FDA announces plan to crack down on teen vaping
COLUMBIA - The Food and Drug Administration announced last Wednesday electronic cigarette manufacturers have 2 months to prove their products will not end up in the hands of minors.
The FDA said teenage usage of electronic cigarettes has become an “epidemic,” and demanded industry officials regulate the products or risk having them removed from the market.
E-cigarettes were initially marketed as cessation products, but FDA officials said the different flavors meant to ween smokers off tobacco are actually enticing teens to pick up them up.
According to the Associated Press, FDA Commissioner Scott Gottlieb said, “the agency did not predict an ‘epidemic of addiction’ among youth.” Since then, the FDA has sent warnings and fines out to multiple manufacturers and retailers about sales to minors.
In Columbia, 15 shops were caught selling tobacco products to minors since the FDA implemented compliance checks in March.
Natalie Callahan, manager of We B Smokin’ in Columbia said a ban on flavored tobacco won’t help the problem of teen consumption.
“We always have problems with teens trying to come in our stores and that’s never going to stop,” said Callahan. “But we do card everyone, so it doesn’t take them a long time to realize that they’re not going to get in.”
Callahan said e-cigs sales “spiked” when they first hit the market about 5 years ago, regardless of whether or not they were flavored. But she said the most popular flavor in her store is tobacco.
However, Michelle Shikles, Public Health Professional Supervisor at Columbia/Boone County Public Health & Human Services, said flavoring is the reason for the spike in teen tobacco use.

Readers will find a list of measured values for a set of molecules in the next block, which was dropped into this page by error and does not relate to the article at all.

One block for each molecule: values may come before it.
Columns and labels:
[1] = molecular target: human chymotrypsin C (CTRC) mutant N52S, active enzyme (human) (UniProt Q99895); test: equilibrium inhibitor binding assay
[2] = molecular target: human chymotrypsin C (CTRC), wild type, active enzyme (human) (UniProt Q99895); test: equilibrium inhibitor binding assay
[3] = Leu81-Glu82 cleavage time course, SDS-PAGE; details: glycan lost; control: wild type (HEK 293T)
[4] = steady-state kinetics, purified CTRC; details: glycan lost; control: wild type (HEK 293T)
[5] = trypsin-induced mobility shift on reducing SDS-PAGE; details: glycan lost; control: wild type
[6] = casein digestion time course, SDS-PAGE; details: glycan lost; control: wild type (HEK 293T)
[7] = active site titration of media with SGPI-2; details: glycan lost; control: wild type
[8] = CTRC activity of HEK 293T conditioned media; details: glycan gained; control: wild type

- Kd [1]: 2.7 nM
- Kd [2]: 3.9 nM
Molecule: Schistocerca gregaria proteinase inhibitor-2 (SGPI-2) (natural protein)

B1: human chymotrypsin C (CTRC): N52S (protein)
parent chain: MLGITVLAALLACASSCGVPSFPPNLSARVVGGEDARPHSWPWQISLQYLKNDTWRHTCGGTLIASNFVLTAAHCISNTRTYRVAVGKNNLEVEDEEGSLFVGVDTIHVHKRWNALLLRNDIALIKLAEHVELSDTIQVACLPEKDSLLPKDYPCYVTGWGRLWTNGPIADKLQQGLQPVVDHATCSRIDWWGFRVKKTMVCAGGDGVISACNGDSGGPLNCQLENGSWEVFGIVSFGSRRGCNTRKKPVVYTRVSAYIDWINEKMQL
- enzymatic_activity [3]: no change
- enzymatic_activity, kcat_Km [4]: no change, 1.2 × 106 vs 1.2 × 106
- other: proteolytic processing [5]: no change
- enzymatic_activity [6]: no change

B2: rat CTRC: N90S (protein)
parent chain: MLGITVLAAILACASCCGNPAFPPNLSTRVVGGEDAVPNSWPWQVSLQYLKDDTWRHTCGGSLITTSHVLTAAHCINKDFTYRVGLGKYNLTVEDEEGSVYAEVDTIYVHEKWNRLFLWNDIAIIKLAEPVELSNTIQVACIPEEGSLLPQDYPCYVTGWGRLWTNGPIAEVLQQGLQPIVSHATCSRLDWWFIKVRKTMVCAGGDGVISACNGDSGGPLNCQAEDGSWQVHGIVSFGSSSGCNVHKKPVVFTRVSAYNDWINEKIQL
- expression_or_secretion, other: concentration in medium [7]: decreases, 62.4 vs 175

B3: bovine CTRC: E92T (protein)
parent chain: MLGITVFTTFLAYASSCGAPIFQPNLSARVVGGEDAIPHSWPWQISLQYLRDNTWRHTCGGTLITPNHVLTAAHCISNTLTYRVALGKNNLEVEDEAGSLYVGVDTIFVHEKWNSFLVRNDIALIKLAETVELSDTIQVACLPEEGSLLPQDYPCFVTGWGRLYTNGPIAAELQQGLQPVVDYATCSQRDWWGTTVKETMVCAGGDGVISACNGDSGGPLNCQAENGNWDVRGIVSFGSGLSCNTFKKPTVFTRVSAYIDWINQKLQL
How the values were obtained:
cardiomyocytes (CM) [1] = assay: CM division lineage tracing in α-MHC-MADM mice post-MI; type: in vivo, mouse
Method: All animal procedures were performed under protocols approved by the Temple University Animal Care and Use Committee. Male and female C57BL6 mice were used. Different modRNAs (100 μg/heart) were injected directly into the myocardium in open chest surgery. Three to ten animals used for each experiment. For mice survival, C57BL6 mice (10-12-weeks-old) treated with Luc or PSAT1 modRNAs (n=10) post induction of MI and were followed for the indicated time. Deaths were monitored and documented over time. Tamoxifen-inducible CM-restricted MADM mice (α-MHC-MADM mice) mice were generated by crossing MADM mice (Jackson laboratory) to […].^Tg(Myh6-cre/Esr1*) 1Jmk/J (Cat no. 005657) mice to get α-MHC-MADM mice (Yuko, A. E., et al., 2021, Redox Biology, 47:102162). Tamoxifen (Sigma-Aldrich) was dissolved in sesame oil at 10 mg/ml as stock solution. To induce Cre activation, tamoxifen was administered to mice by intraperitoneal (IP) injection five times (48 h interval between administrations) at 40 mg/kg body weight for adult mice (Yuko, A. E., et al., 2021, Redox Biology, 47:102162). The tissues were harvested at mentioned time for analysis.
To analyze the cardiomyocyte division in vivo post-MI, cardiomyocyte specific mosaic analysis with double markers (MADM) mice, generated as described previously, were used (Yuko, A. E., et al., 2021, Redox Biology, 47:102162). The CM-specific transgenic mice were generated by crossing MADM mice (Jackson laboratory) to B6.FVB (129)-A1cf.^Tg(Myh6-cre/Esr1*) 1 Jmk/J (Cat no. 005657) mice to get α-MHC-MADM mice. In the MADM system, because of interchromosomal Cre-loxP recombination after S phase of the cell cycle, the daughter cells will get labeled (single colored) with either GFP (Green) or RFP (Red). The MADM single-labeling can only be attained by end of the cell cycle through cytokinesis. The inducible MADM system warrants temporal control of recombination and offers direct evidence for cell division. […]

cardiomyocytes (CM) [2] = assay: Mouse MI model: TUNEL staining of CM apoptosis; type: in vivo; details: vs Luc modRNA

“There are many things drawing the youth to these products and one of them is the flavors,” said Shikles.
Shikles said nicotine “basically rewires” the adolescent brain and puts teens who consume tobacco products at greater risk for mood disorders, addiction and ADD.
Ginny Chadwick, Regional Director of Preventing Tobacco Addiction Foundation, said e-cigarettes began “marketing themselves as cessation products in order to get FDA approval.” She said the tobacco companies claiming to be cessation producers created a loophole, and said this gray area allowed the FDA to put off approval. The products are not currently FDA approved as cessation products.
Chadwick said Preventing Tobacco Addiction Foundation has been one of several coalitions to pressure the FDA into banning the flavored products. Chadwick said products like Vuse and Juul are shielded from harsh regulations because of their status as cessation products.
“In Columbia, retailers, who are making a profit off of selling an addictive, deadly substance, are selling these products to our children,” said Chadwick.
The FDA said manufacturers have 60 days to regulate their products.